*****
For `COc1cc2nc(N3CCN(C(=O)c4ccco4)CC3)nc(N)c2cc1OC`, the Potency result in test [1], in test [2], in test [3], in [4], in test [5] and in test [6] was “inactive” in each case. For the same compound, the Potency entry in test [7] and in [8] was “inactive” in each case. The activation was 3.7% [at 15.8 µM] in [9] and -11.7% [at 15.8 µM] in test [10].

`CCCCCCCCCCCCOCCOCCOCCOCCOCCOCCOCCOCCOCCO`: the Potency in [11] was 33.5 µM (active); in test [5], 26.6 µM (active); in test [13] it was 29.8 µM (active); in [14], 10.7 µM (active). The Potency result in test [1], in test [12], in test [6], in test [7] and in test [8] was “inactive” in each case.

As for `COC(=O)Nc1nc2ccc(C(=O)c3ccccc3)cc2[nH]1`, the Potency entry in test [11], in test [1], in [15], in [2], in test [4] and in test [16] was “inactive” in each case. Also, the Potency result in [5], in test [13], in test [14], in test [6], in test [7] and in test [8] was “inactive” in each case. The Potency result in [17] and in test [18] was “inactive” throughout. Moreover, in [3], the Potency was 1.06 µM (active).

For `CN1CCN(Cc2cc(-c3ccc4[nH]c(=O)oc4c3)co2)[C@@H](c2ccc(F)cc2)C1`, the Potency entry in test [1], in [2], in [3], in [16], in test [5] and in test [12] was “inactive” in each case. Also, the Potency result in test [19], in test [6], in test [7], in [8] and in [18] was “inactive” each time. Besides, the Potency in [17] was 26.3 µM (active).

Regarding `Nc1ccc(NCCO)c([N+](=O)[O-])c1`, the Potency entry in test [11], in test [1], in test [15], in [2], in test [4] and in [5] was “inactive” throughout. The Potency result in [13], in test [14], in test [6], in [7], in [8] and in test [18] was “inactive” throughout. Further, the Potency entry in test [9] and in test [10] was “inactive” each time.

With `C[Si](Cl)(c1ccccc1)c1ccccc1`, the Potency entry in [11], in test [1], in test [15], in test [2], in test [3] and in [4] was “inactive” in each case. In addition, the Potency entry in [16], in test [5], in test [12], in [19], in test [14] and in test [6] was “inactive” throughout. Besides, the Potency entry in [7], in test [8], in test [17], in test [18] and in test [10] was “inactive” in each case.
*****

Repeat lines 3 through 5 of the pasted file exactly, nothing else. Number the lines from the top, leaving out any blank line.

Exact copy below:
As for `COC(=O)Nc1nc2ccc(C(=O)c3ccccc3)cc2[nH]1`, the Potency entry in test [11], in test [1], in [15], in [2], in test [4] and in test [16] was “inactive” in each case. Also, the Potency result in [5], in test [13], in test [14], in test [6], in test [7] and in test [8] was “inactive” in each case. The Potency result in [17] and in test [18] was “inactive” throughout. Moreover, in [3], the Potency was 1.06 µM (active).

For `CN1CCN(Cc2cc(-c3ccc4[nH]c(=O)oc4c3)co2)[C@@H](c2ccc(F)cc2)C1`, the Potency entry in test [1], in [2], in [3], in [16], in test [5] and in test [12] was “inactive” in each case. Also, the Potency result in test [19], in test [6], in test [7], in [8] and in [18] was “inactive” each time. Besides, the Potency in [17] was 26.3 µM (active).

Regarding `Nc1ccc(NCCO)c([N+](=O)[O-])c1`, the Potency entry in test [11], in test [1], in test [15], in [2], in test [4] and in [5] was “inactive” throughout. The Potency result in [13], in test [14], in test [6], in [7], in [8] and in test [18] was “inactive” throughout. Further, the Potency entry in test [9] and in test [10] was “inactive” each time.